Introducing yellow flowering bushes into your landscape is a great way to add sunny color on gray days. Yellow-flowered bushes--especially those with thorns--can also provide privacy and security as screening hedges. Many of them have the added bonus of fragrant blooms and colorful fruits attractive to birds, butterflies and wildlife. Several varieties of thorny yellow flowering bushes do double duty as garden ornaments and shields.
Whitethorn acacia (Acacia constricta) belongs to the pea family. Reaching between 9 and 15 feet, whitethorn acacia bushes produce fragrant yellow sphere-shaped flowers from May to August, followed by 2- to 4-inch red beans. The narrow pointed leaves often drop off in dry weather, and the bark takes on a purple winter hue. The plant's older branches develop thorns.
Wild Whitethorn acacia grows in the high deserts of Texas, Arizona and New Mexico. It likes full sun and dry sandy or sandy loam soil. Flowers and beans make it a good ornamental addition to gardens; its thorns deter trespassers. The nectar attracts both bees and butterflies. Collect seeds for planting--they will be dark brown--when the bean pods are fully mature or plant it by root division.
Huisache bush (Acacia farnesiana) produces spiny twigs with feathery pale green foliage and fragrant globes of small yellow flowers with multiple protruding stamens. The plant gets its name, says the Lady Bird Johnson Wildlife Center, from a Native American word meaning "many thorns." In Europe the bushes are grown commercially for their flowers, a source of perfume.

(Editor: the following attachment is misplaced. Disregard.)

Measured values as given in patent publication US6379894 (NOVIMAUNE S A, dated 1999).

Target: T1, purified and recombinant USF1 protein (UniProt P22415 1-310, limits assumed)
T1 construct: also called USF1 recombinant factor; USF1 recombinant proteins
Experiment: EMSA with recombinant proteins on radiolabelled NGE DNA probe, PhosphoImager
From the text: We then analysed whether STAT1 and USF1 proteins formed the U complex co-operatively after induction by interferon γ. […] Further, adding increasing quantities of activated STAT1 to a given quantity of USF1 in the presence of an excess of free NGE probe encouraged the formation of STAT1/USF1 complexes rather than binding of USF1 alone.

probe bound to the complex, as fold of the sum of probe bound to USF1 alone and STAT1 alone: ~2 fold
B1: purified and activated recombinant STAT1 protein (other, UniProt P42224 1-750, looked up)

Flowers appear between January and April in the United States, where Huisache grows wild along the Gulf, in the southwest, and in California. Huisache bushes need full sun but tolerate a wide range of dry soils including sand, loam and clay. The bushes send out suckers to form thickets, making them useful as privacy screening.
Gorse (ulex europeaus), another thicket-forming bush, is impenetrable due to the 2-inch razor-sharp thorns at the ends of its branches. Gorse, with glossy evergreen leaves, produces masses of yellow pea-like blooms followed by pods that burst and release large amounts of seed. In some climates, says Virginia Tech University, gorse will stay in bloom all year long. Its leaves may turn yellow in the spring, making an even more dramatic display.
While the fragrant showy blooms make it an attractive bush, controlling gorse is a tedious effort. Gorse will invade other plantings, and its high oil content makes the bush a fire hazard. Gorse likes shade and moist, well-drained soil.